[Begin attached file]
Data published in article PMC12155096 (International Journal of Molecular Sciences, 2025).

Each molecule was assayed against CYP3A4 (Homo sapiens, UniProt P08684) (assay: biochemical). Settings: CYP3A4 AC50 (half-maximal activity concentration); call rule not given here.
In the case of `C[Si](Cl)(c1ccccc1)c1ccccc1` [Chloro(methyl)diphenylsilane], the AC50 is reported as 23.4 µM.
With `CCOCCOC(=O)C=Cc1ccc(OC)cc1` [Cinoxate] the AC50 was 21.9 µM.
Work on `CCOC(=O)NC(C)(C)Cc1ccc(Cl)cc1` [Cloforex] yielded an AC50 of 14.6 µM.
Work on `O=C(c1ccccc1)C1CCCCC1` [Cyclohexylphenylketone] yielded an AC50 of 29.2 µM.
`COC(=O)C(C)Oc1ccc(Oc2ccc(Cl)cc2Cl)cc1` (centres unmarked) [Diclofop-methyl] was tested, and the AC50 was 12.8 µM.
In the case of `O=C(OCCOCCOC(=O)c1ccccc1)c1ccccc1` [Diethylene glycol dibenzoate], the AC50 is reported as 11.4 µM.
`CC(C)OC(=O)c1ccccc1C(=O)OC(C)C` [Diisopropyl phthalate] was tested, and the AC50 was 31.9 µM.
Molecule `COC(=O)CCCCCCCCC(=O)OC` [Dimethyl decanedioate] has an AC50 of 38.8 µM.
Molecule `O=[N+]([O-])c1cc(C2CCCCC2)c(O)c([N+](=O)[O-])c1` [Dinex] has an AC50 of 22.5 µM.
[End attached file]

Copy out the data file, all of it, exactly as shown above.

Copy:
Data published in article PMC12155096 (International Journal of Molecular Sciences, 2025).

Each molecule was assayed against CYP3A4 (Homo sapiens, UniProt P08684) (assay: biochemical). Settings: CYP3A4 AC50 (half-maximal activity concentration); call rule not given here.
In the case of `C[Si](Cl)(c1ccccc1)c1ccccc1` [Chloro(methyl)diphenylsilane], the AC50 is reported as 23.4 µM.
With `CCOCCOC(=O)C=Cc1ccc(OC)cc1` [Cinoxate] the AC50 was 21.9 µM.
Work on `CCOC(=O)NC(C)(C)Cc1ccc(Cl)cc1` [Cloforex] yielded an AC50 of 14.6 µM.
Work on `O=C(c1ccccc1)C1CCCCC1` [Cyclohexylphenylketone] yielded an AC50 of 29.2 µM.
`COC(=O)C(C)Oc1ccc(Oc2ccc(Cl)cc2Cl)cc1` (centres unmarked) [Diclofop-methyl] was tested, and the AC50 was 12.8 µM.
In the case of `O=C(OCCOCCOC(=O)c1ccccc1)c1ccccc1` [Diethylene glycol dibenzoate], the AC50 is reported as 11.4 µM.
`CC(C)OC(=O)c1ccccc1C(=O)OC(C)C` [Diisopropyl phthalate] was tested, and the AC50 was 31.9 µM.
Molecule `COC(=O)CCCCCCCCC(=O)OC` [Dimethyl decanedioate] has an AC50 of 38.8 µM.
Molecule `O=[N+]([O-])c1cc(C2CCCCC2)c(O)c([N+](=O)[O-])c1` [Dinex] has an AC50 of 22.5 µM.